Abstract This article examines the relationship between post-conflict peace-building and state-building. In so doing, the article illustrates the process of the expansion and transformation of “world international society”. By comparing the process of the formation of sovereign states in modern Europe and state-building activities in post-conflict societies in the contemporary world, the article seeks to identify dilemmas of peace-building through state-building. First, it describes the dilemma at the level of overall international order concerning world international society and regional discrepancies of peace-building through state-building. Second, it also highlights the dilemma at the level of state-building policies concerning the concentration of power and the limitation of concentrated power. Third, it illustrates the dilemma concerning liberal peace-building and local ownership. Then, the article argues that post-conflict state-building needs to be understood in the context of the long-term state-building process. 1 Introduction This article is intended to examine the relationship between post-conflict peace-building and state-building in the context of the process of the expansion and transformation of ‘world international society’.1 In turn, the article compares the process of the formation of sovereign states in modern Europe and state-building activities in post-conflict societies in the contemporary world. The article sets out to answer the question, what are the fundamental dilemmas of peace-building through state-building, as seen from the perspective of world international society? The question deserved to be answered, as there are numerous theoretical and policy-oriented issues concerning such dilemmas. Then, the article presents three dilemmas relevant to this question.2 First, there is the dilemma at the level of overall international order concerning world international society and regional discrepancies of peace-building through state-building. Second, there is the dilemma at the level of state-building policies concerning the concentration of power and the limitation of concentrated power. Third, there is the dilemma concerning liberal peace-building and local ownership. The article argues that post-conflict state-building needs to be understood in the context of the long-term state-building process. There are usually many fragile elements, including armed conflicts, in such a process. In the process, we will be able to see a long-term process of state-building, which covers conflict-prone states in Africa, the Middle East, and Asia. Developing countries, de-colonized in the process of the formation of ‘world international society’, constitute the conflict zone of the contemporary world, stretching from Africa to South East Asia. The fragility of these states can be explained in terms of the rapid universalization within international society of sovereign nation states in the 20th century after the geographical expansion of European international society in the 19th century. Armed conflicts, seen from a historical perspective, are not occasional appearances of ‘holes’ in a once-complete international society, but rather the constant appearances of hidden structural tasks in our ‘world international society’. There are similarities and differences between state formation in modern times and state-building in the contemporary world. Nation states, including modern European states and latecomers, such as the United States and Japan, overcame the social structure of internal armed conflicts by joining international society, where they exposed themselves to competition with other states. Until the 19th century, competition among nation states was not just a sad reality; it was part of nation-state-building itself. In contrast, state-building activities in post-conflict societies in the contemporary world are promoted by international assistance. No competition among nation states is assumed in our universalized international society, where there is no more geographical room for external expansion of state power. While we need strong states to sustain peace, we do not need stronger states to threaten peace. State-building is an attempt to create a strong state, which must also be sufficiently constrained by international norms. The way in which we identify the problem of state-building in post-conflict societies is a reflection of the problem of international order in our contemporary world. The article also touches upon the debate concerning liberal peace-building and local ownership. It has been widely discussed that the orthodox doctrine of peace-building activities is more or less based upon liberal values. This could imply that peace-building is a set of Western-centric intervention activities to a great extent. This observation indicates that this Western-centric nature of peace-building may clash with another key principle of peace-building, namely, respect for local ownership. In turn, this poses a fundamental dilemma regarding the attitudes of peace-building. The article provides an overall description of state-building as an issue of contemporary peace-building activities in the first section. Then, the second section illustrates the dilemma of state-building in the context of world international society. The third section discusses the dilemma concerning the concentration of state power for peace-building. The fourth section highlights the dilemma between liberal peace-building theory and the principle of local ownership. 2 State-building in contemporary international society It is commonly understood that state-building constitutes a pillar of peace-building activities focused on resolving armed conflicts throughout the world. The expansion of international peace-building activities since the end of the Cold War has promoted the role played by the United Nations (UN), regional organizations and other international organizations in rebuilding state functions. The widely shared analysis is that, in many cases, the root causes of conflicts involve the fragility of governance, which has necessitated state-building activities, even led by international actors. Accordingly, the principles that guide state-building are regarded as key in contemporary peace-building activities, such as the rule of law (Shinoda, 2003). Since the large missions in East Timor and Kosovo, as established in 1999, UN peacekeeping operations have involved state-building activities on an extensive scale. The United States advanced the trend by unilaterally introducing large state-building activities in Afghanistan and Iraq in the context of the War on Terror after 2001. This was ironic, given that George W. Bush had criticized the Clinton administration’s engagement with ‘nation building’ in the 1990s over Bosnia and Herzegovina and Kosovo. But the fact is that US policies in the age of the War on Terror have paradoxically strengthened the myth of ‘democratic peace’ theory as a conceptual tool to justify wars by democracies against non-democracies in order to facilitate regime changes, leading to a domino effect of democratization (Fukuyama, 2006). Technical terms for peace-related operations, such as disarmament, demobilization, and reintegration (DDR), security sector reform (SSR) and the protection of civilians, were coined around the turn of the 21st century to reinforce efforts for state-building. Civilian experts on state-building emerged to take active roles in the fields of peace operations, development aid, human rights, etc. They assisted, advised, and often almost supervised host governments. The UN Department of Peacekeeping Operations (DPKO), together with Department of Field Support (DFS), in the 2008 handbook of principles and guidelines known as the ‘Capstone Doctrine’, argued that the UN respects the principle of impartiality, instead of neutrality, by complying with international law and peace agreements (UN DPKO and DFS, 2008, pp. 33–34). Recent trends have seen a growing collaboration between the UN, and regional and sub-regional organizations, as well as other international actors, in the field of peace operations. In the era of ‘partnership peacekeeping’, the European Union (EU), Organization for Security and Co-operation in Europe (OSCE), North Atlantic Treaty Organization (NATO), African Union (AU), Economic Community of West African States (ECOWAS), Southern African Development Community (SADC), Inter-Governmental Authority on Development (IGAD) and many others are among the major implementers of peace operations involving complex means of sequential and functional cooperation. The understanding is that, in order to confront global issues such as terrorist attacks, stakeholders in the international community are increasing the scale of multilayered involvement by multiple institutions, as well as the range of multidimensional policy options (United Nations, 2015). Roland Paris discussed ‘liberal peace-building’ theory by promoting academic discussion on how to understand it. According to Paris, many international peace operations in the 1990s led by the UN as the promotor of liberal values failed due to hasty approaches to democratization and introducing market economies. Donors sought to find successful project examples and create formal institutions, while being mindful of the gap between the needs of the respective local society and the needs of international society (Paris, 2002). The dilemma here is that liberal peace-building theory tends to be misplaced state-building efforts by local societies (Paris and Sisk, 2009). A critic of liberal peace-building theory, Oliver Richmond, shares the view that peace-building practices by international organizations and donor states are more or less based upon the value system of liberal democracy. Furthermore, he criticizes such an attitude towards peace-building by saying that local stakeholders are forced to become dependent upon foreign interventions (Richmond, 2011). Other critics, such as David Roberts, express the view that liberal peace-building is peace-building by external actors, which destroys traditional local conflict resolution mechanisms. Worse still is that liberal peace-building led by external actors often strengthens the mechanism of resource distribution, which is maneuvered by power holders exploiting fragile governmental systems. This inevitably deteriorates the existing unjust social structure (Roberts, 2011). In this manner, the current form of state-building in post-conflict or other types of fragile states is mainly being implemented by the Western donor community, which is concerned about the prospect of their own agendas, including security issues in the age of the War on Terror.3 The mainstream international community is also strengthening the normative power of the international legal regime, such as international humanitarian and human rights laws. It should also be noted that the more the mainstream international community strengthens its universalistic attitude, the more the gap between the mainstream and the periphery widens. 3 The purpose of state-building in conflict-prone areas: dilemma of world international society In the last 25 years or so since the end of the Cold War, there have been some crucial changes in trends regarding armed conflicts in the world. There was a sharp rise in the number of armed conflicts at a global level at the beginning of the 1990s. The number gradually decreased, although a significant reversal began several years ago, such that the number of armed conflicts has now surpassed its historic record after the end of the Cold War.4 Armed conflicts tend to take place in geographically specific areas where fragile states are accumulated. First of all, most of them occur as internal conflicts in states that became independent in the latter half of the 20th century on the tide of decolonization. Namely, the conflicts have been mainly happening in Africa, the Middle East, and South Asia. Their social foundations to sustain sound governmental functions have been rather weak and in fact have been fragile since their independence. There are some more specific trends. Southern Africa and South East Asia were significantly volatile during and shortly after the Cold War. But these areas are now comparatively stable. On the other hand, the center of the world’s conflict zone is now the Middle East, especially since the Arab Spring. Africa, especially North Africa and the Sahel, remains volatile, even though African states are performing comparatively better now than previously. It goes without saying that these conflict-prone areas are found in the world’s least developed areas. They are more or less fragile, corrupt in governance,5 low in terms of the human development index,6 complex in the composition of identity groups,7 dependent upon natural resources (UNCTAD, 2012), and high in population growth with the clear indication of a ‘youth bulge’ (Beehner, 2007). Thus, it seems natural that the international community should mobilize not only security and political measures, but also social and economic assistance to these fragile areas, where the need for comprehensive strategies of state-building is hardly surprising. In the post-Cold War era, there has been a widely shared understanding of the background of armed conflicts. Fragility arises out of the bad governance of decolonized states without sound social and economic infrastructure (United Nations, 1998, pp. 3–5). The international community needs to identify this symptom as a serious structural problem, as a majority of states may apparently or potentially be fragile. If the spread of fragility is not prevented, the entire international community would have to experience a collapse in the existing international order. It is natural for the mainstream international community to respond to crises in fragile states, as it needs to establish international order by introducing comprehensive strategies of state-building in order to sustain social order in sovereign states (OECD, 2001). Those who are responsible for governance in each state are the key stakeholders in the context of international order. Once they become corrupt, or exploit their positions through state mechanisms, the fragility of such a state is inevitable and international order is at stake. Analysts such as Paul Collier and Frances Stewart have discussed the social and economic aspects of the causal factors behind armed conflicts, which create opportunities or greater inequalities for the greedy to exploit among the unprivileged (Collier and Hoeffler, 2000; Collier, 2007; Stewart, 2008). But, in the end, such structural changes can only happen when political initiatives are introduced with competent government functions: namely, they all require state-building types of peace-building, even provided by international actors. State-building is conducted in the form of international assistance by major donor countries or international organizations in recipient fragile states. It responds to national peace-building agendas, as well as the maintenance of international order at the same time. It is somewhat paradoxical that, for the sake of independence, some independent states ask for external intervention for the purpose of state-building/peace-building. This represents a dilemma between the maintenance of universal order in international society based upon the independence of each sovereign state and the reality of fragility among a great number of developing countries, which eventually require external assistance. Peace-building through state-building comprises activities that are intended to solve the problems arising out of such a dilemma faced by world international society. 4 State-building in the process of the formation of modern nation states: the dilemma of the concentration of power The perspective of the historical development of international society clearly illustrates the relationship between conflict-prone areas and intervening actors involved in state-building activities. Intervening actors often exploit the growing normative power of international legal regimes, such as the UN Charter and international humanitarian law, to justify their engagement in state-building activities. Regardless of the concrete wording of UN Security Council Resolutions, both the UN and other organizations, such as NATO or the AU, in addition to ad hoc coalitions of the willing, are taking bolder and broader approaches when conducting state-building activities, as if they represent the entire international community. The belief that there are universal values, rules, and institutions is the existential foundation of international society itself (Bull, 1977). It is significantly linked to the worldview that those responsible for international order are responsible for defending international societies against its challengers. World international society is not just geographically worldwide: since it is a community of values, rules, and institutions, it is also intended to be universal in ideas. The enhancement of the validity of international values, rules, and institutions is the effort to strengthen the foundation of universal international order (Shinoda, 2015). Hedley Bull asserts that international society is a society of states, which has its origin in Europe. In the early period, international society was a ‘Christian international society’ of those European states sharing Christian values. Secularization of political societies took place in Europe around the 17th century, when ‘European international society’ emerged as a society of states in Europe, which shared the same regional institutions, such as the balance of power. Meanwhile, the 19th century saw the worldwide spread of European states’ imperial ambitions to the extent that the entire planet was dominated by a single international society of sovereign states. The heavy blows suffered in the course of the two World Wars in the first half of the 20th century led to the disruption of European imperial powers, with numerous new independent states created in the process. As ‘European international society’ came to an end, a new international society called ‘world international society’ was introduced with the universal application of the principle of self-determination. The zone of decolonized newly independent states is where most contemporary armed conflicts are taking place. It is the zone in which people are struggling to establish their own sovereign state by overcoming conflicts, poverty, bad governance and other serious problems through state-building efforts. Many of them were supported by the superpowers during the Cold War. Now, they receive international assistance in order to sustain their national existence. When we think of the relationship between armed conflicts and state-building, we often assume that once-perfect international society is now revealing its flaws as it is confronted by some ad hoc problems. The fact is, however, that international society has never been perfect or complete. Fragility did not result from a series of dysfunctional events, but rather evolved out of the fundamental structural nature of ‘world international society’. It is more appropriate to say that ‘world international society’ managed to come into existence despite continuous fundamental structural fragility. ‘World international society’ was as fundamentally fragile in the beginning as it is now. State-building efforts in our contemporary world represent a series of activities seeking to establish ‘world international society’ in substance after its formal existence was widely acknowledged. Without such state-building efforts to strengthen the constitutive components of ‘world international society’, it could disastrously collapse, thereby destroying international order. The number of constitutive units in ‘European international society’ continuously decreased since its beginning in the 17th century. At the time of the Peace of Westphalia of 1648, there were hundreds of political communities in Europe. Following a series of consecutive wars and territorial settlements over a number of centuries, only a handful of great powers in Europe remained. At the beginning of the 20th century, only about six states were fully recognized as sovereign states in Europe, while other smaller states were called ‘semi-sovereign’ or ‘half-sovereign’ states (Tilly, 1975). Why did the number of sovereign states continue to decrease prior to the collapse of the European empires after the two World Wars of the 20th century? Great powers survived the extreme level of competition between various political communities by advancing industrialization and militarization through a capitalist market economy. Those states that were unable to compete against the most advanced states were left behind and absorbed by stronger powers. The logic of state-building, based upon competition, was intrinsically enshrined in ‘European international society’, while the consequence was totally in opposition to the situation of ‘world international society’. Only then did the international society of sovereign states experience a dramatic decrease in the number of sovereign states, along with the worldwide expansion of international society itself. The nature of ‘European international society’ makes a critical contrast with ‘world international society’ where there is no longer any geographical expansion, while the dramatic increase in the number of sovereign states is a constant phenomenon. Political and industrial revolutions since the 17th century brought about structural changes in political communities and international society in Europe. The birth of nation states was, in particular, an epoch-making event. The revolutionary doctrine of the existence of a nation being identical with a state with a collective will was a product of the political culture introduced during the French Revolution. War was the most significant dimension of the emergence of modern nation states. Revolutions in England, North America, and France were all wars seen from the perspective of international society, that is, internal armed conflicts linked with international conflicts. The Glorious Revolution of England was only possible with the military intervention of the Netherlands. The American Revolution was the War of Independence with interventions from countries such as France. The French Revolution was defended during the continental Napoleonic Wars. Germany, Italy, Russia, China, and Japan are among those countries that created nation states through revolutionary wars. For instance, the Meiji Revolution was achieved through the Boshin War. The reforms for state-building introduced by the Meiji government led to the waves of internal armed conflicts especially for the first 10 years. The consequences of wars determined the structures of nation states. Wars stimulated state-building and created nation states, while war and preparation for war determined the concentration of administrative powers and financial resources. As Anthony Giddens observes, states transformed themselves in order to conduct war, or did so as a result of war (Giddens, 1985, p. 112). According to Hedley Bull, war was an institution of ‘European international society’ in the 18th and 19th centuries (Bull, 1977, ch. 8). When the configuration of power relations changed, war brought about a new form of the balance of power. When critical incidents took place, war brought about sanctions to challengers of international order. In the 19th century, only a handful of great powers were said to be truly sovereign states, while other smaller states were only given the status of ‘half-sovereign states’. ‘European international society’ was a society of oligarchical order (Shinoda, 2000). Unless states were great powers, which were capable of pursuing such enforcement measures as war in order to maintain international order, states were simply objectives within the context of the balance of power calculation, while their existence as independent states could be compromised at any time. In accordance with the institutionalization of a nation state mechanism, financial, and administrative capacities of central governments also developed. Michael Mann highlights the historic moment in the 19th century when non-military expenditures surpassed those of the military, in line with the evolution of government functions of nation state mechanisms. The more the population participated in political and military activities of their state, the more the administrative power of government advanced; the more internal administrative functions developed, the more external war capacities expanded. This was a rapid process in the formation of the nation state in Europe in the 19th century (Giddens, p. 113). European absolutist states accumulated resources to heighten their military capacities to wage wars. The process facilitated innovation in military technologies, which advanced the great powers’ dominance in the region and their imperial expansions outside the region. The intensive military capacity of the central governments of nation states ushered in nationwide administrative mechanisms. These governments’ capacity to collect tax was one significant condition of the expansion of governmental functions, including conscripted military. This higher capacity of central government to administer the population in detail was the condition for the birth of nation state, defined by Max Weber as a ‘monopoly of the legitimate use of physical force’. A large standing army is essentially linked to the establishment of a nation state. The belief in the identification of a nation and a state justifies the taxation and conscription of the population needed to create a large standing army. Actual wars against external threats strengthened the spiritual foundation of a nation state to justify further strengthening of state capacity to administer the entire nation. Social security for a large number of government officials, including conscripted soldiers, was a byproduct of the birth of nation states. The rise of communism in the 19th century was more or less accommodated by the accumulation of expanded administrative functions of nation states, especially after the two world ‘total wars’ in the first half of the 20th century (Mann, 1988, p. 158). Universal suffrage was introduced in accordance with the development of nation states. Bismarck introduced such a measure to strengthen the logic of a nation state to build a strong military. The First World War necessitated countries such as Britain to introduce universal suffrage. Wars involving nation states led the way to mass political participation and welfare state systems (Giddens, 1985, p. 234). The modern nation state contributed to an incredible advancement in control over communication and information. This means that the modern state now enjoys considerable power in administering citizens’ lives through advanced police power (Giddens, 1985, pp. 172–192). The geographical expansion of colonial powers was the result of the development of logistical technologies. These technologies were rapidly advanced by the military conduct of modern nation states (Giddens, 1985, pp. 222–232). According to Giddens, the nation and its large military are twins of citizenship, which was dramatically advanced by the total wars in the 20th century (Giddens, 1985, pp. 233–235). According to Giddens, the system of sovereign nation states requires both domestic stability and external wars at the same time. This theoretical model of the nation state is valid, even in the case of contemporary peace-building activities in post-war societies. ‘DDR’ and ‘SSR’, for instance, are measures to create a nation state as the ‘monopoly of the legitimate use of physical force’. Capacity development for good governance is intended to help establish an effective central government, given that a strong state mechanism is believed to be a way to overcome a social structure involving internal armed conflicts. Despite the assumption about the effectiveness of the concentration of power, the issue about the war-conducting capacity of the modern nation state is not typically emphasized in the context of state-building as peace-building. If the model were a typical modern European-style nation state, war-conducting capacity would be key to state-building. There is no historical sample of nation-state-building without preparation for war-conducting capacity (Cohen et al., 1981). The more state-building succeeds in building centralized administrative power, the more the state becomes capable of conducting effective military operations. Successful state-building with a concentration of strong military power greatly incentivizes political leaders to pursue external activism. Historically rare are the simultaneous achievements of both the creation of a strong centralized military to prevent internal wars and constraints over the external use of the military. War was the strongest factor that facilitated the process of state-building; without war, it could not have been possible to establish the modern nation state system. If so, however, what are the implications of ongoing wars in our contemporary world, which the mainstream international community is trying to mediate? If war is the mother of modern nation states, how should contemporary world international society look at war as the evil to be simply abolished? It is also true that even if some aspects of war might have been the mothers of modern nation states, not every single element of war can be a mother of a modern nation state. But given that the creation of contemporary world international society is a work in progress, the manner we cope with the dilemma between strengthening the state and limiting the state, namely, the dilemma between avoiding war and building upon the effects of war is one of the fundamental questions that policymakers for peace-building/state-building ought to take into consideration. 5 The validity of state-building as the means to overcome the structure of internal armed conflicts: the dilemma of liberal peace-building and local ownership These observations illustrate some of the relevant points concerning the manner in which internal wars ended throughout history. Put another way, there is no example in the history of modern European nation state formation whereby domestic social order was constructed through a peace agreement. Successful nation states, such as Britain, France, and Germany in addition to such non-European countries as the United States and Japan experienced severe internal wars at the time of state-formation. Their revolutionary wars ended with victory for one of the conflict parties over the other(s). Their manner of state-building was a form of peace-building by the victor. In the contemporary world, there is a natural assumption that third party mediation is the most desirable form of conflict resolution. Furthermore, ceasefire is seen as worth pursuing, while peace through an agreement is also a pregiven goal to achieve. But we do not know whether a peace agreement can really promise longer peace than a military victory (Licklider, 1995). The mainstream international community demands that contemporary armed conflicts should be mediated in a manner not experienced by their own home countries. If contemporary peace-building activities focus upon the limitation of governmental powers through negotiated peace, war might miss the chance to strengthen the state in accordance with the historical precedents of European nation states. The history of state-building betrays liberal peace-building practices. Should we consider the possibility of the moment to ‘give war a chance?’ (Luttwak, 1999). If so, when should we? A peace agreement through mediation is understood to be desirable from the perspective of humanitarian concerns in order to prevent further loss of human life. This does not mean, however, that mediated peace is always a form of consolidated peace. Sri Lanka terminated the prolonged war in 2009 following victory on the part of the government. It is questionable whether the pattern set by Sri Lanka jeopardizes peace-building through effective state-building, even when compared to cases such as Bosnia and Herzegovina, where an artificial peace agreement mediated by external powers was the foundation of state-building. The process of the creation of a modern state seeks to concentrate state power in the hands of the central government as a measure to overcome the structure of internal armed conflicts. Peace agreements are introduced to implant liberal values to constrain state powers. Both are compatible when Western-style constitutional states are our models. But is it really universally applicable? Should it be so? The tendency among the mainstream international community to rely on liberal peace-building theory is on account of the dilemma of state-building. The policies of peace-building, such as DDR and SSR, only make sense if strong military capacity is constrained by the liberal regime of the rule of law. It is rational that international organizations, such as the UN and EU, never abandon liberal values as the framework for peace-building, given that state-building ceases to be a form of peace-building without such a framework. State-building is only peace-building when the government is strengthened, but constrained by the social belief in the rule of law. Despite the criticism against Western-centric approaches to peace-building, the mainstream international community will never be able to leave behind liberal peace-building theory. Here is another dilemma: peace-building practitioners respect local ownership and the homegrown internal development of state-building (Shinoda, 2015). But, in the process of trying to ensure the effectiveness of peace-building, both internally and externally, they find it impossible to implant a culture that embodies the liberal rule of law without mobilizing the necessary financial, material, and human resources for liberal peace-building from outside. Implantations from outside and homegrown development from inside are always difficult to simultaneously achieve. But this represents the fundamental dilemma regarding peace-building and the fundamental challenge in establishing world international society. State-building through contemporary peace-building activities is different from the historical examples of nation-state-building in modern ‘European international society’. External intervention is abhorred, but never abandoned, while liberal peace-building theory is never an official doctrine to be promulgated outright, nor ignored in peace-building practices. In the age of world international society, there is no physically external sphere where new nation states can find room for expansion. They strengthen their state capacity without having any opportunity to exert their strengthened state capacity. They advocate local ownership based on homegrown social values, even when receiving overwhelming foreign assistance to implement Western-style liberal values. This paradoxical situation represents the fundamental challenge to be considered by policymakers of contemporary world international society. 6 Conclusion This article has tried to compare contemporary forms of state-building, as peace-building activities in post conflict or fragile states, with historical examples of nation-state-building in modern European international society. In turn, the article has argued that the emergence of world international society has created a dilemma between the universality of sovereign states and regional discrepancies in reality. It has also discussed whether the sovereign state as the ‘monopoly of the legitimate use of physical force’ creates dilemmas regarding the possibility of using force against external actors. Liberal institutionalism should impose the necessary constraints upon central governments. But liberal peace-building theory is not a desirable guideline, as it goes against the principle of respecting the local ownership. Still, world international society cannot afford to abandon liberal values in order to control sovereign states. Contemporary world international society is not in a position to abandon the sovereign state as the most fundamental constitutive unit of international order. State-building is a panacea with which to overcome the structure of internal armed conflicts, even though it creates dilemmas in respect of universal international order, the concentration of state power and liberal peace-building theory. There is no easy exit from these dilemmas. In contemporary world international society, we conduct state-building by constraining state capacity, and implement liberal peace-building, while abhorring such a form of peace-building practice. What is required is a well-balanced understanding and implementation of such critical dilemmas. Footnotes 1 This article distinguishes between peace-building and state-building. The former points to activities needed to create the social foundations for a durable peace, while the latter is concerned with activities to create functional state institutions. See OECD, 2008. State-building is usually distinguished from nation-building, as the latter concerns the creation of group identity of the people as one single community. See Anderson, 1991. But state-building could go hand in hand with nation-building. State-building and nation-building are not mutually exclusive. So this essay could use the term ‘nation-state-building’. As for the definition of international society, with reference to the difference between ‘European international society’ and ‘world international society’ see Bull, 1977. A group of states constitutes international society when they share certain common values, rules and institutions. When the common set of values, rules and institutions is particularly Europe-specific, we may identify ‘European international society.’ ‘World international society’ appeared in the latter half of the 20th century, when the set of values, rules, and institutions became universally extensive. 2 A number of literature on conflict resolution and peace operations share the view that durable peace can be founded upon well-governed states. While many concrete issues arise as a result, more theoretical discussions on the view ought to be addressed to refine the fundamental framework. 3 While European and North-American countries traditionally led peacebuilding-related assistances, which are influential within the United Nations too, it is also true that non-Western countries have also made significant contributions in peacebuilding-related affairs. Japan, the Republic of Korea, India, and China are among those non-Western countries active in assistances in post-conflict areas. But Japan and RoK tend to resonate with the manner Western countries conduct assistances. The members of OECD DAC (Development Assistance Committee) where aid policies are coordinated consists of 30 members mainly from Europe, North America, and Oceania. Japan and RoK are the only exceptional, but harmonious, members from Asia. 4 As for the data set for armed conflicts, see UCDP website: http://www.pcr.uu.se/data/(26 September 2017, date last accessed). 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International Relations of the Asia-Pacific – Oxford University Press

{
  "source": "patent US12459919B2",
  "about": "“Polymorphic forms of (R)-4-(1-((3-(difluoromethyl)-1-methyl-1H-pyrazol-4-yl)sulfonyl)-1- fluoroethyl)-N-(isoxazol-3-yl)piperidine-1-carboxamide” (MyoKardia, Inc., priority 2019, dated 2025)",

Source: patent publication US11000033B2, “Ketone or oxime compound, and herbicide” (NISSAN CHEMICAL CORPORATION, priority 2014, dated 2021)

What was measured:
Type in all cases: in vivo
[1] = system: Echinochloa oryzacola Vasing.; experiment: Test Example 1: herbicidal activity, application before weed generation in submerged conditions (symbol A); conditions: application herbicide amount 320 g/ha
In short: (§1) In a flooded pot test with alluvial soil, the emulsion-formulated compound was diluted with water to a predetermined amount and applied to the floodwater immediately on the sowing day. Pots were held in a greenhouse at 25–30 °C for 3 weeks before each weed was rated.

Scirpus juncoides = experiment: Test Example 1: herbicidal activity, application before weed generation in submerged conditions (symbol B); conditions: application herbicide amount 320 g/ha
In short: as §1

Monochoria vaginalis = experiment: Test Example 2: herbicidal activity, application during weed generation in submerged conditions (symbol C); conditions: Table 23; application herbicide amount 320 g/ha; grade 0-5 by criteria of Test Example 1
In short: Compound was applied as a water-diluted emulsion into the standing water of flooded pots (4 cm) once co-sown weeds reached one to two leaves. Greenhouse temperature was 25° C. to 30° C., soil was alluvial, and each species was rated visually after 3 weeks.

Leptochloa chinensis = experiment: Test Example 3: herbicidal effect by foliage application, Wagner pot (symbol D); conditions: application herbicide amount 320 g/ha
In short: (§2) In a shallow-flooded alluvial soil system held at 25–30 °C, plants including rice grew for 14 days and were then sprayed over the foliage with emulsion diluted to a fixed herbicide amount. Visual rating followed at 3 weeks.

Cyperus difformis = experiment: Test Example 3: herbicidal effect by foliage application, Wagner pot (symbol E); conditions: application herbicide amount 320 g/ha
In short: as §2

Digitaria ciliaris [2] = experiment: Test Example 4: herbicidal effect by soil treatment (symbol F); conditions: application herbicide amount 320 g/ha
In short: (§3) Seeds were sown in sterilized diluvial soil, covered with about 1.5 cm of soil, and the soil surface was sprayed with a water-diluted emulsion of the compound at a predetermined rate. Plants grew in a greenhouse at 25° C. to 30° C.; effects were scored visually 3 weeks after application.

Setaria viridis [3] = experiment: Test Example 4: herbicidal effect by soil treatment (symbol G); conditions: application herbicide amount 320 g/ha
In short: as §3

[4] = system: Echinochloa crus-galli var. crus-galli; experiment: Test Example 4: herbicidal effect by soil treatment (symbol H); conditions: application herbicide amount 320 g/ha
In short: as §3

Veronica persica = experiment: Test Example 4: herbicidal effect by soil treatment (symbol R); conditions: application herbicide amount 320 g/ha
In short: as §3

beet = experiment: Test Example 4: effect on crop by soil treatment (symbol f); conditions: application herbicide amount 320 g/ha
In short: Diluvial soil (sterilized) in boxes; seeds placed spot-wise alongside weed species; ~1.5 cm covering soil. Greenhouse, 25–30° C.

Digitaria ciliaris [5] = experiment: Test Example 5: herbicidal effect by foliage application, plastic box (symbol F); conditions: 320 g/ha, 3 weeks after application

Published: Jan 1, 2018